Notes from September 28th
Notes from September 28th HORT 3440
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This 3 page Class Notes was uploaded by Meghan Shah on Friday October 14, 2016. The Class Notes belongs to HORT 3440 at University of Georgia taught by James Affecter in Fall 2016. Since its upload, it has received 5 views. For similar materials see Herbs, Spices, and Medicinal Plants in Biology/Anthropology at University of Georgia.
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Date Created: 10/14/16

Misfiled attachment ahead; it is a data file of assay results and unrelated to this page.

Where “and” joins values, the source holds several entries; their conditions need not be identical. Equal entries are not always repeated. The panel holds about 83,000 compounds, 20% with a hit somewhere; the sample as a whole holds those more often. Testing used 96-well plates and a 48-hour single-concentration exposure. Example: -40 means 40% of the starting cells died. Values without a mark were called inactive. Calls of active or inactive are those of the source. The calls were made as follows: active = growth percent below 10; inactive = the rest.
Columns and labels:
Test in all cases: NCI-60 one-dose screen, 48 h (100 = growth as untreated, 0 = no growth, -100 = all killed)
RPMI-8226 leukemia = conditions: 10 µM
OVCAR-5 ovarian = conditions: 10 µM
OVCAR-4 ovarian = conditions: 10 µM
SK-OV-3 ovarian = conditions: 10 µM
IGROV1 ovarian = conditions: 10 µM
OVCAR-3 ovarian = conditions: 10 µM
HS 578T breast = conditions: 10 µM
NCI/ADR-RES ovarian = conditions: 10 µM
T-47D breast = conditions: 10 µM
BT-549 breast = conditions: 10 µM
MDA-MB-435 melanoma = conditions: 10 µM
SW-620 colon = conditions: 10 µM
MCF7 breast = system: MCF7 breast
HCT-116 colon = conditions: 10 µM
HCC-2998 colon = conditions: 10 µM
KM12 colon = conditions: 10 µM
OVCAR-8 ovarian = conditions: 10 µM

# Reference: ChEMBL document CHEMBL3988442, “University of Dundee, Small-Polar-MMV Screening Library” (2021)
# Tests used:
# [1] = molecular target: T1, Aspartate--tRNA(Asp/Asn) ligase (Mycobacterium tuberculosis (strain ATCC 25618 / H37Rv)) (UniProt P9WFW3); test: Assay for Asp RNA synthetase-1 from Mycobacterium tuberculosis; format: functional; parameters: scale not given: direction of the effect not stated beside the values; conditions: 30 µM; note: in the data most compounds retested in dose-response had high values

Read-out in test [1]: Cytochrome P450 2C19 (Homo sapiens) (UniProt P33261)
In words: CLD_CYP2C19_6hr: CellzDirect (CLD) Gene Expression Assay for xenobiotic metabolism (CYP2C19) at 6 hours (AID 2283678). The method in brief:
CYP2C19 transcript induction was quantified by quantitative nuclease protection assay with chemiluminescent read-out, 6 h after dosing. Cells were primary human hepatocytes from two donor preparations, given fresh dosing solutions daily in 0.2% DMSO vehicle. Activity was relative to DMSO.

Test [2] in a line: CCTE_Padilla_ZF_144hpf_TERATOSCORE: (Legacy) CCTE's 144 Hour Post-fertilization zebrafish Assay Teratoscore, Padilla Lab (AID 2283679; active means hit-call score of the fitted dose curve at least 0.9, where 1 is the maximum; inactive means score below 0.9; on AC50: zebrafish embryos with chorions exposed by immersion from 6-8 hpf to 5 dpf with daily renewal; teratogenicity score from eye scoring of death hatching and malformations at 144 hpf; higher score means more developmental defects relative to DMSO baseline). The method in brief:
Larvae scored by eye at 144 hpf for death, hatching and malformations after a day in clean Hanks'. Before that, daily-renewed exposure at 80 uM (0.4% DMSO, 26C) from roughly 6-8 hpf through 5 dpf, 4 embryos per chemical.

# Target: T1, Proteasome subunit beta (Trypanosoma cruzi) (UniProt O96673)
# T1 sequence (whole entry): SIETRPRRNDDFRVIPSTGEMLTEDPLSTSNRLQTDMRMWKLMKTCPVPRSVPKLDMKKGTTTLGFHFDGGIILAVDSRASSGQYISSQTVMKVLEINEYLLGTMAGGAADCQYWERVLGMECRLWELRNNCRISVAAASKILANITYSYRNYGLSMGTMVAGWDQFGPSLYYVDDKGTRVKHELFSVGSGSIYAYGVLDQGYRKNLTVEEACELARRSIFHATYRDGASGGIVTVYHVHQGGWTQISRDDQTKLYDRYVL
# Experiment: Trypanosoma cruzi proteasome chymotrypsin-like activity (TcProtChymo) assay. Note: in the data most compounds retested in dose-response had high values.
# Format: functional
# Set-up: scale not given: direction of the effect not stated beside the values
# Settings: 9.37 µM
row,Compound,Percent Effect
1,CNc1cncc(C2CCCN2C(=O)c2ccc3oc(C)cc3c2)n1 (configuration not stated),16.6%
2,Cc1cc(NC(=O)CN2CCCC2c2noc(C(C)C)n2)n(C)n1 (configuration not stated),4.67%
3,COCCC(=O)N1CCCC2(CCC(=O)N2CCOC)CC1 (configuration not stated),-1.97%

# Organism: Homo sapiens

Horticulture Sept 28 Horticulture ○ The branch of agriculture that deals with “garden crops,” like fruits, nuts, vegetables, ornamental plants, and medicinal plants. ○ Commercial, largerscale plant production ○ Includes trees ○ Things you’d grow in a very large garden. Selfsufficient estate garden. Useful plants for consumption am Commercial Production Methods for Herbs, Spices, and Medicinal Plants ○ Field cultivation ○ Greenhouse cultivation ○ Hydroponics ○ Artificial shade ○ Woodland culture Field Productions of MAPS ○ Most economical method ○ Climate and soils must be suited to the crop ○ Preparation of seedbed, planting, weed and pest control, and harvesting can by highly mechanized, depending on the crop and the scale of the operation ○ Certified organic production brings a premium price Absinthe is an alcoholic drink made from anise, fennel, and wormwood (Artemesia absinthium) (sunflower fam); it’s experiencing a resurgence in the US ○ Banned in 1912 in US because of supposed hallucinogenic effects; certain products were legalized in 2007 ○ Strong licorice aroma and taste ○ Contains a compound called thujone that is toxic in excessive amounts, but you would probably die of alcohol poisoning before you drank enough absinthe to feel the effects ○ Favorite of Pablo Picasso and Oscar Wilde; rumors link to Vincent Van Gogh cutting off his ear. Geography and climate play an important role in field production. ○ Certain climates favor the production of certain herbs and spices ○ Ex: ▪ Jamaica produces allspice, ginger, and turmeric ▪ Canada products oregano, mustard, and parsley Organically produced crops can be sold at a premium, and this technique is often appropriate for culinary herbs and medicinal plants ○ No use of prohibited substances (artificial stuff) on site for at least three years ○ Soil organics must be maintained or improved ○ Regular testing of surface ground water ○ Maintenance of buffer zones around crops Greenhouse production ○ Environmental conditions can be optimized for plant growth ○ Yearround growth ○ Useful for herbs that are tender, in great demand, where appearance is a factor ○ Good for propagating herbs for wholescale market or as transplants ▪ Growing them to a certain size and then giving it to a nursery to grow ○ A lot of control on conditions, so you can grow virtually anything ○ You need a lot of input and maintenance to keep environment right and good for plants ○ You can protect plants and keep them from harm Hydroponic Production ○ Growing plants in a nutrient solution without soil ○ Allows precise control over nutrients; eliminates soil borne weeds and diseases, minimizing herbicide and pesticide use ○ Require less fertilizer and water than field production ○ Allows intensive production in a small space ○ Extended growing season ○ Max control Artificial Shade ○ Some MAPS cannot tolerate full sun, like ginseng & ginger ○ Shade cloth and wooden lath (slits of wood, spaced apart) allow control over how much light reaches plants ○ Exposes plants to ambient temperature and some air flow ○ Less expensive than greenhouses Woodland Culture ○ Growing plants under a forest canopy ○ Useful for many of our native southeastern plants that grow in the forest understory (ginseng, goldenseal, black cohosh) ○ Can vary in intensity and expense – can put a little to a lot of work into it Advantages of Cultivation over Harvesting from the Wild ○ Supply and availability ○ Quality control – identification, adulteration, harvest conditions, sanitation, etc. ○ Genetic manipulation – can make cultigens (like garlic); artificial selecting for qualities you want ○ Agronomic manipulation – how much water, what kind of soil and nutrients, ○ Postharvest handling – processing into products – like with black pepper What are some of the ways that you can improve medicinal plants using genetic or agronomic techniques? ○ Yield – like response to fertilization ○ Chemistry – aroma, nutritional value, etc. ○ Appearance important in fresh material ○ Ease of harvest size, date of maturation ○ Pest and disease resistance ○ Climatic tolerance – hardiness, drought resistance Field Production of Peppermint ○ Perennial plant, propagated by runners or cuttings ○ Plants last 56 years ○ Needs rich, welldrained soil ○ Requires full sun and lots of moisture ○ Production in the US is centered in the Midwest (Indiana) and Northwest (Washington) Commercial production of peppermint ○ Midwest, esp. Indiana is good place for peppermint and stuff like basil (mint fam stuff) (climatewise) ○ Hydrodistillation: boiling water under mixture of herbs or whatever; steam volatile oil mix goes up, through condenser (glass thing in cold water with tubes to release heat, two ends – one takes in steam, one drips out liquids)– drips into beaker. Oils don’t dissolve in water, so you can easily separate and collect the oils ○ Field production of peppermint ▪ Perennial – don’t have to replant every spring, but every few years, you dig it up and plant a new one
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